Interpreting Radical Metaphor in the Novel Experimental Fictions of Donald Barthelme, Thomas Pynchon, and Kathy Acker

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This study argues that the often-noted resistance to interpretation by these authors’ experimental fiction has to do with the radical functioning of metaphor in their texts. After an introductory discussion about the contemporary debates about metaphor and narrative, she examines each author’s work in various theoretical contexts such as cognitivist models, deconstruction, modernism and post-modernism, concentrating on a number of narrative strategies which she groups under the term piracy. The conclusion situates the metaphoric narrative in relation to the competing literary critical paradigms of postmodernist fiction.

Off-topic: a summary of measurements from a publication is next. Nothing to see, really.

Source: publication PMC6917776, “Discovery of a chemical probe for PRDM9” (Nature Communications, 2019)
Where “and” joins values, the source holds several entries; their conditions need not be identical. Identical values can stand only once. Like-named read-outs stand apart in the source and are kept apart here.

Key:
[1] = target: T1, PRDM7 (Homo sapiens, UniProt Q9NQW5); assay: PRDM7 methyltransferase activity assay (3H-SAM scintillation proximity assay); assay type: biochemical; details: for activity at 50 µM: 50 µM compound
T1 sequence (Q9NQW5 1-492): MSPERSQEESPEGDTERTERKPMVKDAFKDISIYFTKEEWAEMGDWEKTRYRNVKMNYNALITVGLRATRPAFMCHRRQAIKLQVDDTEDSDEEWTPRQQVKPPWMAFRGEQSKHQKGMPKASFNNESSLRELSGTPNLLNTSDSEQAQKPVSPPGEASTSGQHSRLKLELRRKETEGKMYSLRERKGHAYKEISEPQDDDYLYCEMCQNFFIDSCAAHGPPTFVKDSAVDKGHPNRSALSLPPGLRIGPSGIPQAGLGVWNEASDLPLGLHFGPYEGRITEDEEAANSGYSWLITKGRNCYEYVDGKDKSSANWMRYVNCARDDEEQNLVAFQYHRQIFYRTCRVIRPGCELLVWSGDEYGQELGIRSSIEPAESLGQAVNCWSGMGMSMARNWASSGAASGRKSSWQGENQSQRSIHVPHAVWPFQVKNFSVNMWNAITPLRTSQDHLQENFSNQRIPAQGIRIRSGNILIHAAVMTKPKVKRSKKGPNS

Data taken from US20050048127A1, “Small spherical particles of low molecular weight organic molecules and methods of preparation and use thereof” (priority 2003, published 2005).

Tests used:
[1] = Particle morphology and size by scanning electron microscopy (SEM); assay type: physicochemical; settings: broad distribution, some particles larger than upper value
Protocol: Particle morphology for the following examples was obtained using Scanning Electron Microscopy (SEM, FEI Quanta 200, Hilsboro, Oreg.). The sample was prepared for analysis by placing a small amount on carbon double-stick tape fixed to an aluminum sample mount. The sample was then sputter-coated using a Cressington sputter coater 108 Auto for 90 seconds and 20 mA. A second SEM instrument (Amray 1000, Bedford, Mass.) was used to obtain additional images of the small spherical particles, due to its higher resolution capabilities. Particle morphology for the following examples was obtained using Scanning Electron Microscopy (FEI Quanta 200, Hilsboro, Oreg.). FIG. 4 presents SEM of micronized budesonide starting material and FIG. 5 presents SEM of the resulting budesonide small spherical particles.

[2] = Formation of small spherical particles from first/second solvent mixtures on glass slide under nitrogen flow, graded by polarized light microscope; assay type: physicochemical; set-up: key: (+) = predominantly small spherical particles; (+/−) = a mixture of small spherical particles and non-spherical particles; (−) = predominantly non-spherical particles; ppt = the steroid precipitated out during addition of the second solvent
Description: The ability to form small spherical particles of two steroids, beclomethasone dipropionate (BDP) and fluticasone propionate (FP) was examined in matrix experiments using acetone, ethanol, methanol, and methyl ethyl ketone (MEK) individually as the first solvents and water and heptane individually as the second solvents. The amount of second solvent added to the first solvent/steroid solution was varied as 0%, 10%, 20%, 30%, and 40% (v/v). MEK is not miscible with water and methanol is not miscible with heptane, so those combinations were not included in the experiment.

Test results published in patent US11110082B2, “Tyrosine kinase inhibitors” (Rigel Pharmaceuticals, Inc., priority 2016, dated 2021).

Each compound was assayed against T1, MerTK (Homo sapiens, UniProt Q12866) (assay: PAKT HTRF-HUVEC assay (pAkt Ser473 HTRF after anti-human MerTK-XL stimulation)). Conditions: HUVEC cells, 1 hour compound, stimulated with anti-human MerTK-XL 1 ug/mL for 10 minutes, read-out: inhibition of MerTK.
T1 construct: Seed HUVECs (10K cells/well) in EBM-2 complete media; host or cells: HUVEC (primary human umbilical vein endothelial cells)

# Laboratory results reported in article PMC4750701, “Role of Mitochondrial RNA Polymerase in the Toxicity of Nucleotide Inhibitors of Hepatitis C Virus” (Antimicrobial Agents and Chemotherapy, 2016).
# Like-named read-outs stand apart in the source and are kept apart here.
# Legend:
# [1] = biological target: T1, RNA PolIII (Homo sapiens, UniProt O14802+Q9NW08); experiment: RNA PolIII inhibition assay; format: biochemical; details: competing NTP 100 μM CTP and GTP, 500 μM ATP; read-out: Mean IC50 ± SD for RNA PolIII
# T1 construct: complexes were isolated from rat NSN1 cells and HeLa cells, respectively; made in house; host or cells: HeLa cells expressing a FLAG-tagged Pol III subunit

“I want to applaud this study for the way it successfully resists the tendency to make these texts sound like the same (postmodern) text. . . . it is good to be reminded that fiction has much too much site-specific noise for that deconstructive insight to remain the principal goal of critical reading. . . the strength of this study is that de Zwaan recognizes how the fiction of each of these writers offers us a fascinating game, but one that must be played on its own terms. De Zwaan demonstrates for her readers some new strategies for those games, and she exhibits some fine moves of her own.” – Russell Brown

Table of Contents

Table of contents (main headings):
Preface; Foreword
1. Introduction: The Metaphoric Narrative
2. Not Waiting for Godot in America: The Beckett Signature; Barthelme’s Narrative Poetics (Snow White; The Dead Father; The King); Barthelme’s Metaphoric Narratives
3. Pynchon’s Asymmetrical Four
4. Acker’s Strategy of Plagiarism
5. Situating the Metaphoric Narrative
Bibliography; Index

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